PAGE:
I bought Blink at a Barnes & Noble or Borders (can't remember) in L.A. (can't remember what part) because it was part of a "Buy 1, Get the 2nd 50% off" promotion along with Nick Hornby's A Long Way Down, which I had been wanting to read. I read the Hornby book back in October 2007 and it is one of the first reviews on this blog. I picked up Blink now and again whenever I didn't have anything better to read, and I never really got into it. At the time I first glanced at it, I was looking for a job in L.A., and it made me think, "Well, if I go into an interview, they will decide whether or not to hire me in the first second, regardless of what I say," and it made me nervous that nothing mattered, that first impressions counted more than common sense would like us to believe. This may be an oversimplification of that volume's thesis (and I'm not really sure, because I never read the entire thing, only about half, and scattershot at best) but it appears to me that Gladwell is on the forefront of a new movement in sociology that is highly influenced by the "sound-bite" theory of new media. There is a definite hook to his idea, but in the end it does not really tell us that much about ourselves that we didn't already know.
Thus, Outliers. I wanted to read this book because it was popular and new (came out in late 2008) and because I thought it would tell me the secret to being sucessful. No such luck. If you read this book, you will learn why Bill Gates and the Beatles became successful. It has to do with practicing one thing for 10,000 hours. You will learn why so many hockey players are born in January. You will learn why Jewish lawyers born in the early 1930s whose parents worked in the garment business and who specialized in corporate takeovers are great successes not because of their intellect, but because of their circumstances. By the end, the book had become so repetitive at hammering home this idea that I just wanted to skim the text because it had become so predictable.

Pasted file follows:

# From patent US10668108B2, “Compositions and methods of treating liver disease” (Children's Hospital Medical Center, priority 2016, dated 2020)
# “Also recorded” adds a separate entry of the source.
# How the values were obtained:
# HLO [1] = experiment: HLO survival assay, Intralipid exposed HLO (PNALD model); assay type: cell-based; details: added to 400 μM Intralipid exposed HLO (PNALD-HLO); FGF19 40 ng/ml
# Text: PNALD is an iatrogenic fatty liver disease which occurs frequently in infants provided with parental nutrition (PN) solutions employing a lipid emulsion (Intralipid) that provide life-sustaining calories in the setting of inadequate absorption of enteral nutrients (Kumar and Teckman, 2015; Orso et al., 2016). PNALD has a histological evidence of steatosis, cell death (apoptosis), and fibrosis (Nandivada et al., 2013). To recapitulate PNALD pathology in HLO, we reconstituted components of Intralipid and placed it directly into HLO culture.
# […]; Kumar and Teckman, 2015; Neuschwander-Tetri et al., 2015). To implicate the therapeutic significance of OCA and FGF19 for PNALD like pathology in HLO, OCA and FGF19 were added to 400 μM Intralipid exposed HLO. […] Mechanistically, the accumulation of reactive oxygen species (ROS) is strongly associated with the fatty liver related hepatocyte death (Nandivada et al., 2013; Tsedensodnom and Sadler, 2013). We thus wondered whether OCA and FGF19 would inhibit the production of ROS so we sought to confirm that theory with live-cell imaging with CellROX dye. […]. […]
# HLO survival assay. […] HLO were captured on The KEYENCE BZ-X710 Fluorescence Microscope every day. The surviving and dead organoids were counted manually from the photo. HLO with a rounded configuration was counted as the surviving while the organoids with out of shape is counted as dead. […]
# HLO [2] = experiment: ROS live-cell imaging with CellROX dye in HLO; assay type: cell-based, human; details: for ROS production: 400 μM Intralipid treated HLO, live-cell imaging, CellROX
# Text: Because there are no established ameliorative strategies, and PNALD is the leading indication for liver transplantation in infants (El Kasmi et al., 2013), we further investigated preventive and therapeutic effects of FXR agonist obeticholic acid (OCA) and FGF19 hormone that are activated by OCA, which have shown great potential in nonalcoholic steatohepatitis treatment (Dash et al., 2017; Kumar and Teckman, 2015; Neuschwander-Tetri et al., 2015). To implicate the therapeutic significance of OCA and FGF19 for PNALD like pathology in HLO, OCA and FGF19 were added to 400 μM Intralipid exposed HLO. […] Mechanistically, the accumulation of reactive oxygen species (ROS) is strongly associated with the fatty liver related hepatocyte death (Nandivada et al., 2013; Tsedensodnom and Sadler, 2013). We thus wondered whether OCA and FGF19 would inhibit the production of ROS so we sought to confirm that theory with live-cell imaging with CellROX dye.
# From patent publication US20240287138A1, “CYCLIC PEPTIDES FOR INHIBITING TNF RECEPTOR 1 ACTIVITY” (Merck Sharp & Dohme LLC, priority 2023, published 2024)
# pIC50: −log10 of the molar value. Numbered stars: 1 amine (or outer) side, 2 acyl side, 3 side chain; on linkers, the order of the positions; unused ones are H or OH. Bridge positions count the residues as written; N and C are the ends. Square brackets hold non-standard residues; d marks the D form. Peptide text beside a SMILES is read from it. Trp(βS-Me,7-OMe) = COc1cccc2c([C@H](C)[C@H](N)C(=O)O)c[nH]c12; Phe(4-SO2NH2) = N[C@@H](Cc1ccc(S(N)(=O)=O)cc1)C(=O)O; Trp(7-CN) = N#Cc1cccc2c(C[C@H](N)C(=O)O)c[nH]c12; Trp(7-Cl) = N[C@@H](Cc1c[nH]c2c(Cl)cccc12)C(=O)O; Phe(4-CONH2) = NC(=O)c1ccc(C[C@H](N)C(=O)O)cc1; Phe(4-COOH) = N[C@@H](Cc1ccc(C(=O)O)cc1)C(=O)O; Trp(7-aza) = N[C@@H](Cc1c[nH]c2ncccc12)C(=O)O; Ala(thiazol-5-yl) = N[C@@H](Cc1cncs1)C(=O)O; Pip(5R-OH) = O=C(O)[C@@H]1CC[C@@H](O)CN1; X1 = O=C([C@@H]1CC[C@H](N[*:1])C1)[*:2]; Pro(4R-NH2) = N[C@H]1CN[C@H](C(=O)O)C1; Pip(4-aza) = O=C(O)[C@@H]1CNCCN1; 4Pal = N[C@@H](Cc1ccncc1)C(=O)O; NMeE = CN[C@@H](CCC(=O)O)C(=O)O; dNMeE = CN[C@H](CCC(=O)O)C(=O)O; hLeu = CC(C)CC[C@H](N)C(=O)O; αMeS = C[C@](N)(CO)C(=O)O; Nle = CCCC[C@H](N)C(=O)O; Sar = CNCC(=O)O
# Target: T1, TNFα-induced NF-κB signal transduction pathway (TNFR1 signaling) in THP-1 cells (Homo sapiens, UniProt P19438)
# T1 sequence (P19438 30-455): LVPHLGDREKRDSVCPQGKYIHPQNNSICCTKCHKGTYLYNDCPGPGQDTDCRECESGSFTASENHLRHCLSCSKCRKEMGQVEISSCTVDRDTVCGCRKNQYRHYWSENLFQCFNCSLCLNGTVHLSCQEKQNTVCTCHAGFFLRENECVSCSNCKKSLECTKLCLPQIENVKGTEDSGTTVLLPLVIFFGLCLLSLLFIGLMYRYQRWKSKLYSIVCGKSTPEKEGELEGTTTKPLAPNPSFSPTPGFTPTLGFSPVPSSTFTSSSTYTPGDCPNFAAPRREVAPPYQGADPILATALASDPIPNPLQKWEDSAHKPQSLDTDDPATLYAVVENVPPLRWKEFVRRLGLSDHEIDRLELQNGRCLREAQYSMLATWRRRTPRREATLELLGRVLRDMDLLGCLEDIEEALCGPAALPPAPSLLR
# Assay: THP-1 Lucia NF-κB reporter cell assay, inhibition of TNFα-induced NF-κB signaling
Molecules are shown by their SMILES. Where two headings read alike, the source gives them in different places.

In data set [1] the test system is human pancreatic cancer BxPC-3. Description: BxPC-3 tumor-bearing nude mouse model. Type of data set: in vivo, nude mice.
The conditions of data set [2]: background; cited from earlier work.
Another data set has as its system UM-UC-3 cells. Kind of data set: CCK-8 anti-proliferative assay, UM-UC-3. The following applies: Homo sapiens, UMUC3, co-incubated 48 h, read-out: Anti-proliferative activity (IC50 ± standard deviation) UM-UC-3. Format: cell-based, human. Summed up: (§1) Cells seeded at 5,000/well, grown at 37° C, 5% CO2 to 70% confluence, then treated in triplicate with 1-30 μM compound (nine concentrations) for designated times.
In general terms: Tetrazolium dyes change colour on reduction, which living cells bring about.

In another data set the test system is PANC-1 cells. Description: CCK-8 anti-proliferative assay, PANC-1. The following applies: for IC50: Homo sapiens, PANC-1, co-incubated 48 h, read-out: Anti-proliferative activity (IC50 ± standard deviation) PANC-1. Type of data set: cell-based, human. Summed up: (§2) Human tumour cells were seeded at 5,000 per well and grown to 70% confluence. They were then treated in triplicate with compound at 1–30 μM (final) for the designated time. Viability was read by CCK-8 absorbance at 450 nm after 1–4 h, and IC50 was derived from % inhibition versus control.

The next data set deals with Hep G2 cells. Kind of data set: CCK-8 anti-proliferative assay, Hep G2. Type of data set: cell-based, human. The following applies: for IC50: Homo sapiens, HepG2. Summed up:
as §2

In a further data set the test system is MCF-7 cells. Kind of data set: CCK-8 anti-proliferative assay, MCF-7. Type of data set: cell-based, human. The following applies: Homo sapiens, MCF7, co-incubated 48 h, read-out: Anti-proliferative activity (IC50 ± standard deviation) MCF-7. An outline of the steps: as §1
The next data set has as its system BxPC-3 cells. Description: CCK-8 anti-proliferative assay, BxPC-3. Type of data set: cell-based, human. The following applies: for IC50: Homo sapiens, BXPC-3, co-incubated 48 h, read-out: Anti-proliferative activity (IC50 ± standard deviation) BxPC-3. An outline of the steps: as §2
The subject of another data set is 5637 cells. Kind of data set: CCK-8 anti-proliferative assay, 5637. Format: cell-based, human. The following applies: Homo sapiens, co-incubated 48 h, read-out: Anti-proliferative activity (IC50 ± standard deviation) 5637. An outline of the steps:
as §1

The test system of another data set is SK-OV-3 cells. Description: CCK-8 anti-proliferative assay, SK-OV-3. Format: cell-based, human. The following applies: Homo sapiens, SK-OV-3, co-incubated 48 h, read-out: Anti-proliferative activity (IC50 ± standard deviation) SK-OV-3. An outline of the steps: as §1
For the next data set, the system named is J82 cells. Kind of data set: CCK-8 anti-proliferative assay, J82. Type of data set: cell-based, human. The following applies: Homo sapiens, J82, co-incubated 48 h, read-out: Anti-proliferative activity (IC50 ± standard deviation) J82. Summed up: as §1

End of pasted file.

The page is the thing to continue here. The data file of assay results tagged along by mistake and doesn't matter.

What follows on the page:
The best part about the book is the chapter on plane crashes. It made me want to become an airline pilot. The transcriptions from the black box recorder are dramatic, morbidly depressing, tragi-comic, and very unsettling. It all ends up having to do with Korean Air and how they had such a horrible record of plane crashes and how they turned it around.
I don't even know what I want to say about this book. It became a chore for me to read after a while. I'm glad it's over. I don't recommend it, but it is depressing and funny to think about what people will be saying about people born between 1980-1987, or whatever, seventy years from now. We are products of our circumstances, sure. And there's no way out. You're either lucky or you're not. If you're Asian, you'll be good at math and properly adjusted to the concept of rising before dawn 360 days out of the year. If you're an American inured to the long summer break rule of the predominant educational system, you'll be limited in ways you never knew. Reading this book made me feel pathetic and hopeless. Some of it may be "interesting" and "revealing"--and non-fiction sociological texts serve a different purpose than fiction--but still, I would have liked to see a small qualification, one random deviation to give the regular everyday reader a tiny smidgen of hope that they would be able to do something great with their life even if they weren't lucky in all the right ways.